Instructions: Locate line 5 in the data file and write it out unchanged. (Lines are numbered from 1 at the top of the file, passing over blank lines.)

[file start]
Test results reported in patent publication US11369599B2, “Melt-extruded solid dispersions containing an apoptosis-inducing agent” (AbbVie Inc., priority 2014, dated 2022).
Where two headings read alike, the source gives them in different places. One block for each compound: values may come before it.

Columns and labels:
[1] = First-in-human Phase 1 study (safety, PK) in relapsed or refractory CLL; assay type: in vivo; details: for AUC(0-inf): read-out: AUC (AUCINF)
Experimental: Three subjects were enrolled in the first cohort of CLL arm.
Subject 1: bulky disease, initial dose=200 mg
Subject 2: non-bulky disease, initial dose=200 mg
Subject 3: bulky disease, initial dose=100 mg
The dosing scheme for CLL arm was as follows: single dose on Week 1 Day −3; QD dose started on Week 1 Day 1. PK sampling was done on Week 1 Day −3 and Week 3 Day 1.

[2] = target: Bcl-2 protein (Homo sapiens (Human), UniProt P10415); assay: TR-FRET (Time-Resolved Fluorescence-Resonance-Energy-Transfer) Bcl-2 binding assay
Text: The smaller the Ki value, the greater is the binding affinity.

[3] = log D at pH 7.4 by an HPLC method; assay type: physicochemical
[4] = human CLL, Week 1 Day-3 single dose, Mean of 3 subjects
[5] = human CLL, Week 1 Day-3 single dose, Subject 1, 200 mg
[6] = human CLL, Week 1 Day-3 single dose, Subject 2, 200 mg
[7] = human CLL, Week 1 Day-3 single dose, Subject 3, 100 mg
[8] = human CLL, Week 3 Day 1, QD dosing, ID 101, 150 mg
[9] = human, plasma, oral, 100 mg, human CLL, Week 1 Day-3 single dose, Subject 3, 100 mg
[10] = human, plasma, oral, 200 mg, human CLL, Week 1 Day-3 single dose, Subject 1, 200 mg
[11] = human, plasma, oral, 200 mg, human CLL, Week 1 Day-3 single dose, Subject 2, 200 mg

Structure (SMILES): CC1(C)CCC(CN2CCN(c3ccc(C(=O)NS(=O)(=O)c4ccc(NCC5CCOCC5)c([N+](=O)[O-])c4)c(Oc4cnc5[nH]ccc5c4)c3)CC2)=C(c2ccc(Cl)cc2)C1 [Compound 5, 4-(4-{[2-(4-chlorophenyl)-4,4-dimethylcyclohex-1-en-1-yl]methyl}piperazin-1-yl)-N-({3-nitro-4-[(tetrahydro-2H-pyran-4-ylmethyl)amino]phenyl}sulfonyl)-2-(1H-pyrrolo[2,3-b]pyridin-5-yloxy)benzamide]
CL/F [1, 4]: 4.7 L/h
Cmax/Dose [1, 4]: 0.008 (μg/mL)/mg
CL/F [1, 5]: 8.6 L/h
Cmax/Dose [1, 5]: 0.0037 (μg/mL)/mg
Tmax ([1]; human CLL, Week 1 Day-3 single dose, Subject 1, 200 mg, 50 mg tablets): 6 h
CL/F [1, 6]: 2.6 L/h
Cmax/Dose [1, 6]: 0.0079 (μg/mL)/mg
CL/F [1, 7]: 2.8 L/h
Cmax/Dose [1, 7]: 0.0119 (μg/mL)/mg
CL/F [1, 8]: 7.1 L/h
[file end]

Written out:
Experimental: Three subjects were enrolled in the first cohort of CLL arm.